Another embodiment of the present invention comprises an upper assembly and a lower assembly which are swingably and detachably joined together, the upper assembly including a screen, a reader optical system and a printer optical system, the lower assembly including a projection lens, a rotary scanning mirror, an image forming section and a sheet feeding section, the image forming section being disposed for swinging movement with respect to the sheet feeding section.

BRIEF DESCRIPTION OF THE DRAWINGS

A better understanding of the present invention may be gained from the following detailed description when read in connection with the accompanying drawings, in which:

FIG. 1 is a diagrammatic perspective view showing the optical arrangement of a first preferred embodiment of an image recording apparatus in accordance with the present invention;

FIG. 2 is a side elevational view showing in diagrammatic form the construction of the image forming means used in the first embodiment;

FIG. 3 is a diagrammatic perspective view showing the optical arrangement of a second preferred embodiment of an image recording apparatus in accordance with the present invention;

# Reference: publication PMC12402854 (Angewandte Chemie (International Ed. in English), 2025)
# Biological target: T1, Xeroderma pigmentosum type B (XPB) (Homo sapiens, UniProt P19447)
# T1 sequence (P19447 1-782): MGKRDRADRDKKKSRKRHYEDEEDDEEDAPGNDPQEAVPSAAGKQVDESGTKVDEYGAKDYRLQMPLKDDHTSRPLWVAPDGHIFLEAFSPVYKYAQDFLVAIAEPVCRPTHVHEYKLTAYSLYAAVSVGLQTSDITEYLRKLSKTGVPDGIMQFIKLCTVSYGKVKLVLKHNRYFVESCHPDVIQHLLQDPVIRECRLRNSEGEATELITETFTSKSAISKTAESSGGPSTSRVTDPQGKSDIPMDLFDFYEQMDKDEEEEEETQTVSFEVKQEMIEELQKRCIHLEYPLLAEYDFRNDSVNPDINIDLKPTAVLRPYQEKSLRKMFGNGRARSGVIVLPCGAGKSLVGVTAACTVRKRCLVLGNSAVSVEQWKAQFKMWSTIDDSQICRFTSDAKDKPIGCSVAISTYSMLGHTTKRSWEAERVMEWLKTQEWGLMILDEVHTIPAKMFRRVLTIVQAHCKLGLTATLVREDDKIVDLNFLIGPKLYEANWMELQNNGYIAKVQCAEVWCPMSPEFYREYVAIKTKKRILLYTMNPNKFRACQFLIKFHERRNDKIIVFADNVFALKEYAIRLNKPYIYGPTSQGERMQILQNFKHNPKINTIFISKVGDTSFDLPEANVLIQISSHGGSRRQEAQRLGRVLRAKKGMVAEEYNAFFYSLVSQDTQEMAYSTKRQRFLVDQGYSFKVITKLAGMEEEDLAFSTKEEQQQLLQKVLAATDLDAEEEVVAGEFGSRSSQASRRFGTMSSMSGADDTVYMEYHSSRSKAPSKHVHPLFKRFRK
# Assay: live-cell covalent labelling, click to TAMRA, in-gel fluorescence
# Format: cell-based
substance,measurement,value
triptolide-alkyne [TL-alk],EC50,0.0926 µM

FIG. 4 is a schematic side elevational view showing the optical arrangement of a prior art image recording apparatus;

FIG. 5 is a front elevational view showing in diagrammatic form the construction of a third preferred embodiment of an image recording apparatus in accordance with the present invention, and illustrates the optical arrangement of an upper assembly and a cross-sectional view of the construction of a lower assembly when the upper assembly and a middle assembly are in their open positions;

FIG. 6 is a view similar to FIG. 5, in which the middle assembly is shown in its closed position;

FIG. 7 is a schematic front elevational view of the third embodiment with the upper assembly in the open position, and illustrates the mounting positions of mirrors and associated parts;

FIG. 8 is a schematic front elevational view of the optical arrangement of the third embodiment when the upper assembly is in its closed position;

FIG. 9 is a schematic side elevational view, taken from the right-hand side, of the optical arrangement of the third embodiment; and

FIG. 10 is a schematic plan view of the optical arrangement of a printer optical system in the third embodiment.

DESCRIPTION OF THE PREFERRED EMBODIMENTS

Preferred embodiments of the present invention will be described below with reference to the accompanying drawings wherein like parts are identified by like reference numerals.